Then it was on to Wii U game reveals. This began with New Super Mario Bros. U, the biggest game of the show. Though these old-school 2D Mario titles always come under fire from self-proclaimed 'hardcore' gamers, they have a track record of moving 20-25+ million copies and a huge amount of hardware. The upcoming New Super Mario Bros. 2 on the 3DS will be vital in getting the 3DS's western hardware sales from merely good to outright great, and New Super Mario Bros. U has the power and mass appeal to guarantee a gigantic launch for the Wii U. And it's the first Mario game to launch with a Nintendo console in 16 years, no less - first 2D Mario to launch with a Nintendo console in 21 years, too. A huge deal and amazing call. The game resembles Super Mario World in inspiration more than the NES Mario titles like previous New Super Mario Bros. games, and the game looks absolutely gorgeous and polished, with some stunning backgrounds and the most personality in a New Super Mario Bros. title's visuals yet. Flying Squirrel Suits and more Baby Yoshi were confirmed, along with the usual four-player local play and some very cool asymmetric multiplayer features allowing for up five players to play at once, with someone using the Wii U GamePad to create Boost Blocks and assist or troll their fellow players depending on their mood, potentially playing a vital role in multiplayer speed runs. This game looks like something magic, and it'll undoubtedly help the Wii U to sell out for months, as New Super Mario Bros. Wii did for the Wii.

They moved on to some third party highlights after that with a look at Warner Bros.' announced games so far, in Batman: Arkham City: Armored Edition, the definitive version of the game-of-the-year favorite from 2011 with all of the downloadable content included on the disc and some exclusive Wii U features. Lacking either of the other systems it was originally released on, I'm definitely interested in this myself. They also presented Scribblenauts Unlimited, the latest installment in the popular Scribblenauts puzzle adventure series, which is also receiving a 3DS release, and the Wii U version will allow a second player to join in with another GamePad for cooperative play. A fantastic approach to the popular series.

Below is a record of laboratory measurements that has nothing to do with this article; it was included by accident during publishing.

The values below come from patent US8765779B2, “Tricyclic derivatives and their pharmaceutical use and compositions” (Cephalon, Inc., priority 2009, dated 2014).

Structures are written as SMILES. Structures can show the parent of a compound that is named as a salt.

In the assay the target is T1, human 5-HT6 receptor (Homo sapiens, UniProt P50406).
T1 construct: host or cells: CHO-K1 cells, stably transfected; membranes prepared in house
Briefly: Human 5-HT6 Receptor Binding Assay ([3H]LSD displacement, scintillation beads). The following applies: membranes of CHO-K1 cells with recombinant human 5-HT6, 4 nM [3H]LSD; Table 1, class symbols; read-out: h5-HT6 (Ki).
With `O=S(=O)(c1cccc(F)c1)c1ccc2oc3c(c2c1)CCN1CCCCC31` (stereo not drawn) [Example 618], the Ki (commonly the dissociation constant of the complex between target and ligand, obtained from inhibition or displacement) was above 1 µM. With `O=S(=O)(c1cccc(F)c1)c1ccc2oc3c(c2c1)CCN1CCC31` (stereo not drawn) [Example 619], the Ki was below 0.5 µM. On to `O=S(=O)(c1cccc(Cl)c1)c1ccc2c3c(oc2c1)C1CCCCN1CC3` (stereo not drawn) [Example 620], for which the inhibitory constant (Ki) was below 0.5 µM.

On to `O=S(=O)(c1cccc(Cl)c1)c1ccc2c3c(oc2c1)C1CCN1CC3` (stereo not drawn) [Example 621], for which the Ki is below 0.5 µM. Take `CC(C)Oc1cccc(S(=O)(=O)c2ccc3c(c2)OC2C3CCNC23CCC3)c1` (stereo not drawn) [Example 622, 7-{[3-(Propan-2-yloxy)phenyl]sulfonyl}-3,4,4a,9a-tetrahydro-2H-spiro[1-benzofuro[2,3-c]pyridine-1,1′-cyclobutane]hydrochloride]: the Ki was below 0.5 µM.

After that came a third party reel which included footage of THQ's Darksiders II (An interesting looking Zelda-esque action game. Unfortunately, THQ is on the very brink of collapse now after some very poorly chosen PS3/360 investments, assuming too much of an audience they should have known better than to bet on.), EA's Mass Effect 3, Namco Bandai's Tank! Tank! Tank! (A straight port of the hilarious and very fun-looking arcade game - I'm really looking forward to this one, and I'm hoping it sets a precedent for strong, quirky Namco Bandai Wii U support after they often neglected the Wii - failure to release Tales of Graces on the Wii in the west being a notably big mistake.), Namco Bandai's Tekken Tag Tournament 2 (The clip even included a Mario reference!), Atlus's Trine 2: Director's Cut (A solid little start from Atlus, and an eShop download indie release.), Tecmo Koei's Ninja Gaiden 3: Razor's Edge (Which, unfortunately, is said not to be particularly great.), and Sega's Aliens: Colonial Marines (Developed by Gearbox, which has been championing the Wii U's capabilities since the console's debut at E3, and the game looks excellent for those into this sort of title. Sega, on the other hand, is unfortunately facing catastrophic losses after repeated failure after failure on Sony and Microsoft platforms in recent years where their games visibly do not sell. And yet they've now got the latest and most expensive yet of Toshihiro Nagoshi's PS3-exclusive Yakuza titles on the way to lose an incredible amount of money for the fifth time this generation. At this point, it's rather crystal clear that Sega is going to go out of business if they don't drop Sony and Microsoft's platforms where their games have - with the exception of Phantasy Star Portable on the PSP in Japan when the platform was still healthy there - never sold well, and lost a tremendous amount of money this generation. Sega's fanbase of old has visibly merged with the Nintendo fanbase today - Nintendo and Sega fans having much more in common with one another than with the Sony or Microsoft audiences, which typically have no respect on the whole for Nintendo, Sega, or either company's legacy. Despite this, Sega recently pledged more support to Sony's already largely dead Vita portable, committing to costs no sane executive should even consider greenlighting - at this point, the best thing that could happen to Sega would be for Nintendo to buy them. They're just going to go out of business otherwise, at this rate.).